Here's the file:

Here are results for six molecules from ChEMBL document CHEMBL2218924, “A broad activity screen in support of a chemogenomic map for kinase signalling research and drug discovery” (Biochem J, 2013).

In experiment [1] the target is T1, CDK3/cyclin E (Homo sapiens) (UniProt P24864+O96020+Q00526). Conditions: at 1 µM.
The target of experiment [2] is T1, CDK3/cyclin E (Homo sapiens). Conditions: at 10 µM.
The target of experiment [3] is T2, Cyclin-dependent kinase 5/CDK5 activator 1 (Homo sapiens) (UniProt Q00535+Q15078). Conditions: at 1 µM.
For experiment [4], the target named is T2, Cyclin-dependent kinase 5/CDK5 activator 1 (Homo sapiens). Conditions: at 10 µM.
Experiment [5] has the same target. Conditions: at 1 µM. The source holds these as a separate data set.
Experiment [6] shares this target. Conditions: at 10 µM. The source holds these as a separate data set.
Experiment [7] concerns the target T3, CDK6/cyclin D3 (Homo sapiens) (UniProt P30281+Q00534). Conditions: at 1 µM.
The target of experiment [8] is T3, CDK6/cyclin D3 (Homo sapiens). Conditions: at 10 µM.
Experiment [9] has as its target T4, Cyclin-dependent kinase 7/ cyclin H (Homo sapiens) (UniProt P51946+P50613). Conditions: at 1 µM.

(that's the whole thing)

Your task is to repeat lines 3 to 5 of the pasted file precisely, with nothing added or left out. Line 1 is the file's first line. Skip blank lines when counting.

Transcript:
The target of experiment [2] is T1, CDK3/cyclin E (Homo sapiens). Conditions: at 10 µM.
The target of experiment [3] is T2, Cyclin-dependent kinase 5/CDK5 activator 1 (Homo sapiens) (UniProt Q00535+Q15078). Conditions: at 1 µM.
For experiment [4], the target named is T2, Cyclin-dependent kinase 5/CDK5 activator 1 (Homo sapiens). Conditions: at 10 µM.